I banished the little sing-song-inner-voice that seemed to be on repeat, "You're gunna smudge her! She's gun-na smuuuuuuudddddgggge!" from my consciousness and in no time at all, the pastels were snapping (oops!), my fingers were covered in all colours of the rainbow and the paper was covered.  It was so exciting to discover that purple could be used as part of her skin tone, blue could be used in her hair and green to highlight her veil. I was working upside down with the picture and my lady and after a couple of hours I turned her the right way around to find I had created...
I was so shocked to discover that she ended up looking relatively human at the end of the process.  I kept wondering out loud "Did I just do that?"  This, my friends, was the picture that made me first wonder.... It's been previously proven I have some musical ability, but could I possibly, at all, have just a teeny, tiny, incy, wincy smidgen of artistic creativity as well? Or was this a one off fluke?  Only time will tell. 

Friday, 8 April 2011

Why Write a Blog? It's All About Give and Take

I started art lessons February this year.  It was fun.  It was casual.  Art and I shared a "Kiss you, kiss you, I'm (not) gunna miss you" kind of relationship.  When I wanted 'It'  ('It' being art), 'It' was there at a click of my fingers (or flick of my paint brush).  When I wasn't in the mood, 'It' didn't mind at all.  Really, 'It' and I shared the perfect take, take, take relationship, with me being the taker. 

It was so fun having a shallow, one-sided 'It's not about you, it's all about me' kind of affair and our relationship continued like this for a while.  Then, suddenly, one morning around two months ago,  I realised I no longer wanted to be just the taker in the relationship.  I felt guilty.  I realised that 'It' wasn't just an 'It'.  'It' had a name - 'Art'.  I felt so guilty about this, I almost felt like I owed Art an apology.  Something along the lines of:  

Dear Art

I am very sorry that I have been such a taker and not a giver. 

I'm sorry that I called you 'It'.  'It' was wrong. 

I promise to try and be more considerate from now on.

I hope we can still be friends.

Artistically yours,


Did it work? No. It wasn't enough.  Art was still unhappy.  Art was not going to accept my half-hearted crummy mental letter of apology.  Art wanted more.  (Who was being selfish now?!)  In retrospect, I can now see that Art was very, very sneaky.  Art waited a little longer, watching me go about my day and my art lessons in blissful ignorance, until the moment was right.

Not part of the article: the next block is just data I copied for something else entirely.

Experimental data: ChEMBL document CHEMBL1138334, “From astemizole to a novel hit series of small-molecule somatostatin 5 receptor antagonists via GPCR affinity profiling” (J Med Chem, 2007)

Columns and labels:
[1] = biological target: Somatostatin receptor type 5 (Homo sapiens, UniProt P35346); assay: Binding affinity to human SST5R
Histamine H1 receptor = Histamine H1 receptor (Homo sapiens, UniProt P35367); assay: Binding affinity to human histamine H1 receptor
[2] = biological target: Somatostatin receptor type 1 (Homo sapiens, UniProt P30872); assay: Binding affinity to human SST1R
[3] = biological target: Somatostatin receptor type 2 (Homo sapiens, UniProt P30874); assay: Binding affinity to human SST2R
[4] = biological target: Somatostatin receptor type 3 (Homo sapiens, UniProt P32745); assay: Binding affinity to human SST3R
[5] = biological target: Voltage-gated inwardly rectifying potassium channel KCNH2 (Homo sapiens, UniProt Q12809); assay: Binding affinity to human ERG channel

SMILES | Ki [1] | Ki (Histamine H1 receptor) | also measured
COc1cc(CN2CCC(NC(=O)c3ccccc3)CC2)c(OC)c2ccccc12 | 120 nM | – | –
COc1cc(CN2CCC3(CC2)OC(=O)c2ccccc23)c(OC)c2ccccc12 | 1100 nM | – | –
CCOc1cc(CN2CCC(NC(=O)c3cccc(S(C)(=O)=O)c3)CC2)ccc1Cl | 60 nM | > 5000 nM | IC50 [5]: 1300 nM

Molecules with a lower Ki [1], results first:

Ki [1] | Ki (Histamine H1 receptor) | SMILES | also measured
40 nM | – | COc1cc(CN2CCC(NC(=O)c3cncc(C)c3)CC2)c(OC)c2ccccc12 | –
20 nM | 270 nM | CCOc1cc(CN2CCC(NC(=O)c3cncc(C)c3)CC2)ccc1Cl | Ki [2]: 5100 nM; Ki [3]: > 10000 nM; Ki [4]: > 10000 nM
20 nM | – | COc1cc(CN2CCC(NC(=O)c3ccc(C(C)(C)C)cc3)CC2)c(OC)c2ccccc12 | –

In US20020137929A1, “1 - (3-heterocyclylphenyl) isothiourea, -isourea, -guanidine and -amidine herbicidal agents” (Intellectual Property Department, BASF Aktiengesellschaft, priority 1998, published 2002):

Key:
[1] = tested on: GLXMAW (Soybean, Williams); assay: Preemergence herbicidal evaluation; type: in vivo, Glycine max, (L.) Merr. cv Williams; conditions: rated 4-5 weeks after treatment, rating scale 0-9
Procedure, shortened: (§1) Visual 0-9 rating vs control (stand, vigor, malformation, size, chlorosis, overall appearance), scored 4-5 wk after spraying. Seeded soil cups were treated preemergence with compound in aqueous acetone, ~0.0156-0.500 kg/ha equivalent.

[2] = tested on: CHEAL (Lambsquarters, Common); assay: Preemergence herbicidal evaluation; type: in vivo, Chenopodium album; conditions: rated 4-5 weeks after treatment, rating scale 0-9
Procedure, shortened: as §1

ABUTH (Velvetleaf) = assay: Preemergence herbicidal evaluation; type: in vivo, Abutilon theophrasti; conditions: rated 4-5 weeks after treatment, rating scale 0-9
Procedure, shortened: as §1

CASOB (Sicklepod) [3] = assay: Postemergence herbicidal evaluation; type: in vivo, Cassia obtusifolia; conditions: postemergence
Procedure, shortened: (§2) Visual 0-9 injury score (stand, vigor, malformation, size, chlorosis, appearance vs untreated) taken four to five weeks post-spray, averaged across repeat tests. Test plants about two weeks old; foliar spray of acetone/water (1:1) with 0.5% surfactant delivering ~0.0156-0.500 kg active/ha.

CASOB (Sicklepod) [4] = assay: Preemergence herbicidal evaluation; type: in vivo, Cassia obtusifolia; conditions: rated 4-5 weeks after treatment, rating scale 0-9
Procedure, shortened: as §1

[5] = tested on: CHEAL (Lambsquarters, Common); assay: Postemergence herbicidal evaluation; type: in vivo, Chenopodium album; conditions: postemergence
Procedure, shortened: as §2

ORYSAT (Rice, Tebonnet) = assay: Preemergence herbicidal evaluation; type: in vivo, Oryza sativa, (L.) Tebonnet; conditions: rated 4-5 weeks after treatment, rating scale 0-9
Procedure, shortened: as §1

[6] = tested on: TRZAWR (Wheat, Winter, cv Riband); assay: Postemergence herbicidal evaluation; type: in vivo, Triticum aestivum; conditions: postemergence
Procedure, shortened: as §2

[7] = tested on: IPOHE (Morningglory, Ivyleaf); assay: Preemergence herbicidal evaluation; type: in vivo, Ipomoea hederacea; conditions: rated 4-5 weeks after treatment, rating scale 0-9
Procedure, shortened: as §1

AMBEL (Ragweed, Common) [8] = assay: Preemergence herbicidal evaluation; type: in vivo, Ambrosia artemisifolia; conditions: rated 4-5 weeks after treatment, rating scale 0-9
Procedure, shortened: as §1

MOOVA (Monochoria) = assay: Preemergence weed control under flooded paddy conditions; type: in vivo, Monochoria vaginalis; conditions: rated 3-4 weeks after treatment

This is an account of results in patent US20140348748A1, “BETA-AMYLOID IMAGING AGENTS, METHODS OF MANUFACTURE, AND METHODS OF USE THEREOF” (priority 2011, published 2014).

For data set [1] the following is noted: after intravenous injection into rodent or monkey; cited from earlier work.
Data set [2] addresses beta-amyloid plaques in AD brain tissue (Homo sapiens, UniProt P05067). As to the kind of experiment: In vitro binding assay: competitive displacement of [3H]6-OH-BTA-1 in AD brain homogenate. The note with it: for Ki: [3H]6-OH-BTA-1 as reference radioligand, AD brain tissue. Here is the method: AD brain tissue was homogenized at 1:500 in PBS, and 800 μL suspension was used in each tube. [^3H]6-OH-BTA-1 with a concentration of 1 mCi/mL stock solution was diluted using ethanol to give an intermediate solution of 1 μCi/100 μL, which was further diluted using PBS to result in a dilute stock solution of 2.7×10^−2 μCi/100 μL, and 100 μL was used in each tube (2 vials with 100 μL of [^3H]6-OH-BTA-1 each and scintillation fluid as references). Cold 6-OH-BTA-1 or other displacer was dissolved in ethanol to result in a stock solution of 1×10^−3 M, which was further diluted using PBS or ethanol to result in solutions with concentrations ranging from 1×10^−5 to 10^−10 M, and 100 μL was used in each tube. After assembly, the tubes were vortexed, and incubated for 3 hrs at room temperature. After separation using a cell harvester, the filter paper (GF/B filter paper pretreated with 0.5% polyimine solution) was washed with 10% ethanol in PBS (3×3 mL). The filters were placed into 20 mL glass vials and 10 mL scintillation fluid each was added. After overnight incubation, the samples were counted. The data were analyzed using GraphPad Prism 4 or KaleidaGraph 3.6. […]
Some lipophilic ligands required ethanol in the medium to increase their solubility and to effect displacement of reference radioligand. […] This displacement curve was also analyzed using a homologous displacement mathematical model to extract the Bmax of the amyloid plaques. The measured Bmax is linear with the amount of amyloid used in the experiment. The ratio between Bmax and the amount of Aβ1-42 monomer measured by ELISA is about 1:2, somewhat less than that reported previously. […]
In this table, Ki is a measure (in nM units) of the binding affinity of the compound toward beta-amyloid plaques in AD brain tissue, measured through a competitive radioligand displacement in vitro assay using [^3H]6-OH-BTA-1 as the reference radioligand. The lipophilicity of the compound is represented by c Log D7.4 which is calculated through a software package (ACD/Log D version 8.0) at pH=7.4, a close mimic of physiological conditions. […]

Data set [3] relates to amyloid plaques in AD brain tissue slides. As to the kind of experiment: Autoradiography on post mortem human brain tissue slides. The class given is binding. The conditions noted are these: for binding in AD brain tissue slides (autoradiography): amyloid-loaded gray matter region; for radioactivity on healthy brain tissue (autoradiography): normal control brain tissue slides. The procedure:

One day, a week or so later.....Wham! Bam! Kapow!  I didn't know what hit me!

It was morning, it was early, the birds were singing and the kids were fighting.  I was drinking my usual ('Wake up Kate!') mug of coffee.  It was, in fact, a perfectly average kind of morning.  Until... suddenly it occurred to me that instead of feeling grumpy about the school lunches yet to be prepared, I was contemplating the shape, the style, the values and tones of my coffee mug I was holding and devising how I would somehow make the time in my already incredibly busy day to draw, colour and capture it with my (newly bought) pastels.  'Uh-oh', I realised,  'I'm in trouble...'

Then (please imagine an impending drum of doom sound), with dawning shock and embarrassment, it occurred to me that I'd been posting more than a few "Look at my picture / painting(!)" Facebook images lately - probably far more than would be the normally accepted etiquette.  Oops. 

'So', I pondered, 'What does all this mean?'

I explored this thought process further and started to ask myself what on earth made me feel compelled to show the world all the pictures, paintings, drawings, scribblings, musings, cutting, pasting, sticking, splatting and... well... all SORTS of things that I haven't even discovered yet but will (hopefully) discover? And why, WhY, WHY do this even though what I create may not be terribly good?

Simple, I realised.  I finally admitted to myself (and now I'm admitting to you) that art has worked its way into my heart. Sneaky thing.  Eight weeks as of today and counting.  Is it an addiction?  Or maybe it's that initial honeymoon glow of love and attraction?  Is it some sort of chemical imbalance?

I'm not sure.  All I know is that I love Art.  Art may not always love me, but I can accept and live with this.  Afterall, no relationship is perfect.  All I know is that when I'm creating, I feel happy, calm, content and peaceful.  That is a wonderful way to feel and to exist in this crazy world.  That's why.

Finally, it's at this point I feel I must be honest and upfront with you now, dear reader:

In some ways, whether you or other people in the outside world are of the opinion that I do or don't possess any talent or artistic ability isn't really the purpose of this blog.  (Although of course, all compliments are welcome! Gentle constructive advice is also gratefully received.)

Art Finds Kate is designed to document my personal, artistic journey and to share my joy, my frustrations and my experiences with you.  In essence, if you sometimes smile, or frown when reading my posts; if I make you think or consider or perceive art in a slightly different way from how you did before or; if  you suddenly consider the notion "If Kate can.... Should I?" then all the effort required for me to create and write this blog is worthwhile.   Enjoy!